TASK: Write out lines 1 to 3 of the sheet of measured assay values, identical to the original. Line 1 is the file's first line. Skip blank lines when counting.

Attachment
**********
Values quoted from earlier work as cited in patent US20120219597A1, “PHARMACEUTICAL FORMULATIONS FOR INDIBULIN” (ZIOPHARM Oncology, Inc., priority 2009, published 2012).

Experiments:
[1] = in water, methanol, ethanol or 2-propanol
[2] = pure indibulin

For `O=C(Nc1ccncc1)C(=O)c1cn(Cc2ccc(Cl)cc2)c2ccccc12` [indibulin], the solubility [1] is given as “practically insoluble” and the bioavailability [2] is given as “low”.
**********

Values quoted from earlier work as cited in patent US20120219597A1, “PHARMACEUTICAL FORMULATIONS FOR INDIBULIN” (ZIOPHARM Oncology, Inc., priority 2009, published 2012).

Experiments:
[1] = in water, methanol, ethanol or 2-propanol